Violence has forced over 600,000 people to flee their homes in Myanmar to seek safety in Bangladesh.
Concern has disaster response in its DNA — our values were forged in the fires and famine of the Biafran War 50 years ago, and today that stills holds true. Whether it’s an earthquake, a typhoon, floods, drought, or conflict, we’ve seen it all and we’re ready and able to deliver assistance. Here’s what we do.
- Focus on the most vulnerable
- Do whatever it takes
- Stay on
- Help build resilience and capacity
We Focus Disaster Relief on the Most Vulnerable
Whether it’s a natural disaster or a war, our emergency response teams will always go wherever the need is the greatest. This often means focusing on remote and difficult places where few others are willing to work — but reaching the most vulnerable and overlooked always has top priority.
When the 2015 earthquake devastated Nepal, we sent teams far into the mountains to reach communities who had received little or no help. The logistics were complicated and the terrain was difficult — severe aftershocks triggered landslides and blocked roads — but the goal was clear. We were needed and we were there.
When famine struck South Sudan in 2017, it was the most isolated families who suffered most. Displaced and terrified, thousands fled to take shelter on tiny islands in the swamps of Unity State. There they were relatively safe from the conflict that drove them from their homes, but terribly vulnerable to hunger. Working closely with local partners, our teams traveled by helicopter, canoe, and on foot to bring assistance.
We Do Whatever It Takes
Concern customizes each and every response based on the needs of the communities we serve. Before we take any action in emergency operations or disaster situations, we listen closely to those affected to understand their concerns to ensure our actions are culturally appropriate and guided by local priorities. This means that our emergency response programs can vary greatly, from treating malnourished children in Somalia to water-trucking for drought-stricken communities in Ethiopa.
We always work in partnership with others — coordinating with community organizations, local authorities, and other aid agencies makes absolute sense when it comes to getting the job done. Forging strong working relationships makes every response more effective and more efficient, and we’ve been doing it for years.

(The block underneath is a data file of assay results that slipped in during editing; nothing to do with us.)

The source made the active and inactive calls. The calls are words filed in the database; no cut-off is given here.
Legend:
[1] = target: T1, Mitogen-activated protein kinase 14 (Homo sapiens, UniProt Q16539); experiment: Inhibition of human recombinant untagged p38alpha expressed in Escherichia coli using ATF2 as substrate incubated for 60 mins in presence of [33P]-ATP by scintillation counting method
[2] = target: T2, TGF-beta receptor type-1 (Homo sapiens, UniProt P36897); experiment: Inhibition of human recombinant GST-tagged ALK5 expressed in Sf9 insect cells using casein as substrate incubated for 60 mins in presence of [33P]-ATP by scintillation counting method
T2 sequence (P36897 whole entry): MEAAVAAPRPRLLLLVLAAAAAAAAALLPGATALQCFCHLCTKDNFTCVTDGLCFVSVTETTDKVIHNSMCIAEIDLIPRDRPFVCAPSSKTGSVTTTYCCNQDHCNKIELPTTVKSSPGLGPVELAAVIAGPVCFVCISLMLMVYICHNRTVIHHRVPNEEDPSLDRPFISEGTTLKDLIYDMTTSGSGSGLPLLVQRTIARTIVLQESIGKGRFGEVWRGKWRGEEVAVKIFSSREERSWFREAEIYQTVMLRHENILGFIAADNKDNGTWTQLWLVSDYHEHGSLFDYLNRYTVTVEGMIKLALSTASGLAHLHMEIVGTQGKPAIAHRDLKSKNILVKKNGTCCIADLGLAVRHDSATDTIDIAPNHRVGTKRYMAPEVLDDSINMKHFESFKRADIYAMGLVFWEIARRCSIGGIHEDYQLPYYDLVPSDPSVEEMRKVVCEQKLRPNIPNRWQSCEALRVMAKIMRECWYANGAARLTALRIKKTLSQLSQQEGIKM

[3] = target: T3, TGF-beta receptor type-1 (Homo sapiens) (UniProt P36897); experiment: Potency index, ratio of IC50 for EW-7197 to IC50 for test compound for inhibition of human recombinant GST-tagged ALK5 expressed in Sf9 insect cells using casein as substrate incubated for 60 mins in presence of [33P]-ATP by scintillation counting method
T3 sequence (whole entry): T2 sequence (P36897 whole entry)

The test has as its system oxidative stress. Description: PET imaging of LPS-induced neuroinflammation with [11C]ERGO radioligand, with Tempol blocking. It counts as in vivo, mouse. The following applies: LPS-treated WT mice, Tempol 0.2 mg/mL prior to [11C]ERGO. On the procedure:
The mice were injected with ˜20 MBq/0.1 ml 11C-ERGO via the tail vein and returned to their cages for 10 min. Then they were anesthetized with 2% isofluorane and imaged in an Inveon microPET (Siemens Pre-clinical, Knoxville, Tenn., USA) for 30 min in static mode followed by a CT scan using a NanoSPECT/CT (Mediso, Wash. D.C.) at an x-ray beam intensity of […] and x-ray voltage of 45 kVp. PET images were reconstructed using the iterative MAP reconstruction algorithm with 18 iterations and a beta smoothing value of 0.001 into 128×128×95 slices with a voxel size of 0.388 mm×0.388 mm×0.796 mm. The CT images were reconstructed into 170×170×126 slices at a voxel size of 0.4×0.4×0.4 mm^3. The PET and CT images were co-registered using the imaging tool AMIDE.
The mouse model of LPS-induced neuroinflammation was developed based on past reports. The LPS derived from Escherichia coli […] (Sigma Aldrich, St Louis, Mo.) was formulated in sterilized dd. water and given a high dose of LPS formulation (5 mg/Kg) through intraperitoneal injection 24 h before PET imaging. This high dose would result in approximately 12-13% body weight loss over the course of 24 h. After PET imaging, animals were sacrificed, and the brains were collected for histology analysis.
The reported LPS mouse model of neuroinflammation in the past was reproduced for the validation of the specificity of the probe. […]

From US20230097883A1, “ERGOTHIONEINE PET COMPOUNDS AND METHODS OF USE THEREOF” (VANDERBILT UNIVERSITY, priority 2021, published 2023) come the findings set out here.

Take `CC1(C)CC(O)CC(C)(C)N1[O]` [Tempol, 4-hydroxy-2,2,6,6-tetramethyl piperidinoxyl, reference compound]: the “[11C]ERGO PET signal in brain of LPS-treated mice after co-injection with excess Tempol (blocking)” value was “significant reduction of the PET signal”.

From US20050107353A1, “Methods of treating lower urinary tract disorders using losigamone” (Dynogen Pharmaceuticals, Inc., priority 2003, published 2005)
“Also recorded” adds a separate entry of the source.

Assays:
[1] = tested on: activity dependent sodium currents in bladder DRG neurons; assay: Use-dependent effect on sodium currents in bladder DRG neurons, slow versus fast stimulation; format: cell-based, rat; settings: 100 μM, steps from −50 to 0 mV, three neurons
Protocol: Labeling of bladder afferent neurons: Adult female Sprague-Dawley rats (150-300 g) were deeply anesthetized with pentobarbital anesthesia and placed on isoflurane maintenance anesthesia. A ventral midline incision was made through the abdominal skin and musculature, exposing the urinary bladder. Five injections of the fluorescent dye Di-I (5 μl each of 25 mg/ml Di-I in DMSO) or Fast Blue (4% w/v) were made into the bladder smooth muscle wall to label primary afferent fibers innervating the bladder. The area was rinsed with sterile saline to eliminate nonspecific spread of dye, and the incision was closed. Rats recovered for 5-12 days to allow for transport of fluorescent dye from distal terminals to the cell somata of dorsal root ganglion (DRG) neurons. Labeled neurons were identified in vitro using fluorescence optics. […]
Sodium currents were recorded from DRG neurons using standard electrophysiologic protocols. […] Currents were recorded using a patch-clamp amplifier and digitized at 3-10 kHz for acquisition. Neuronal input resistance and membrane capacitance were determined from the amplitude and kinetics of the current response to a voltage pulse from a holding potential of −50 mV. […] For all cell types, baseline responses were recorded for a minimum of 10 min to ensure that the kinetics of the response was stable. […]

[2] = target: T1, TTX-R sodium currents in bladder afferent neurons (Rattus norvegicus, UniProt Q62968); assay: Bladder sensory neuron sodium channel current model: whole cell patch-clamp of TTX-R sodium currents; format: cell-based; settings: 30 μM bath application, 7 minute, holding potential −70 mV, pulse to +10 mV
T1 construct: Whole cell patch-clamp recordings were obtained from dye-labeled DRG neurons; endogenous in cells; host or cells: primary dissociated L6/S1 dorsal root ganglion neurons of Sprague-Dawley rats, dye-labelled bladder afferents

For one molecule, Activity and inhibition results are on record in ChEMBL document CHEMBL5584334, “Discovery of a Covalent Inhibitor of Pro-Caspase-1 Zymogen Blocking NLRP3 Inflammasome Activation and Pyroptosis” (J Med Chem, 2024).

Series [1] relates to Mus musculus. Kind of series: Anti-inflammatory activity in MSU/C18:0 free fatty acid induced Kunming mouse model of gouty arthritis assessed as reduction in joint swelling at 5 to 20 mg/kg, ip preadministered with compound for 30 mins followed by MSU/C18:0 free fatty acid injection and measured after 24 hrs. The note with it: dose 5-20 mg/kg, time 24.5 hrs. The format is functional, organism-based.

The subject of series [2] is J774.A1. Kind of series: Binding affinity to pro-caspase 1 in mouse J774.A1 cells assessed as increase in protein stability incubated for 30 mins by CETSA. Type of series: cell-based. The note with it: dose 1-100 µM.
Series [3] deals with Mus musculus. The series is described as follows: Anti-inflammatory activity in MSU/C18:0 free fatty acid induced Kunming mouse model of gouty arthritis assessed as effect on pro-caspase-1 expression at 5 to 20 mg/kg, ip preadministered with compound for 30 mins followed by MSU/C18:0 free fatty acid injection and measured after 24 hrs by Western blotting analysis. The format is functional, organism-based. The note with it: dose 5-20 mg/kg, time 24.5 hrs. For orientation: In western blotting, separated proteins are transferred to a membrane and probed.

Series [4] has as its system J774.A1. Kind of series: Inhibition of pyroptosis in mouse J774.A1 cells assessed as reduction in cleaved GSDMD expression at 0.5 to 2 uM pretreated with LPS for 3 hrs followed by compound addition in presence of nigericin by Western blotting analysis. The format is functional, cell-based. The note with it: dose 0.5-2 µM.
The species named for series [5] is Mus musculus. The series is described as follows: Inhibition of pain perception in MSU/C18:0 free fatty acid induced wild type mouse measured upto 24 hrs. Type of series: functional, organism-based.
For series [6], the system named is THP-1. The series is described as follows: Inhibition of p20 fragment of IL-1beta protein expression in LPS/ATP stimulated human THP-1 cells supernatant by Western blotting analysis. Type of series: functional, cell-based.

We stay on, to help rebuild and recover
We firmly believe our work does not end when the initial emergency is over and the news cameras and first responders have pulled out. Leveraging the relationships we have built with communities, we work in partnership with them to heal, rebuild, and recover.
When Typhoon Haiyan ravaged the remote islands of the northern Philippines, many lives were lost. But so too were many livelihoods — the huge storm surge had wiped out most of the local the fishing fleet. We sat down with communities and came up with a plan, which resulted in the Concern boatyard… and a path to recovery for thousands.
Concern’s innovative Child Survival programs grew from serving 21,000 people in targeted communities in Bangladesh in 1998 to impacting the lives of more than 3 million people across Bangladesh, Burundi, Haiti, Kenya, Niger, Rwanda, and Sierra Leone.
Our response to the January 2010 earthquake in Haiti embodied the best of Concern, as we stayed with communities through recovery and rebuilding. With partners, we pioneered the Return To Neighborhoods program that helped thousands move from camps into safe, secure housing. We also worked with partners to help transform the community of Grand Ravine, home to some 20,000 people, building critical infrastructure, providing cash-for-work and livelihoods training, and working to build peace and community ownership.
We help Build Capacity and resilience
If it happens once, there’s a good chance it will happen again — especially in countries and regions where natural disaster have become more commonplace. It’s important to be prepared, and we have been working with local organizations from all over the world to help build their their humanitarian capacity. Training programs run in conjunction with the Harvard Humanitarian Initiative and International Medical Corps provide professionals with the vital skills they will need to respond.
In countries like Chad, we have encouraged local communities to map out their own vulnerabilities, build resilience, and have a plan in place for when disaster strikes. It’s one of the most efficient and effective ways to protect themselves — and Concern provides resources, knowledge, and support.
Responding to (and preparing for) emergencies is just part of what we do — but it’s a vital component of our work and we continuously strive to be faster, better, and more efficient at how we do it.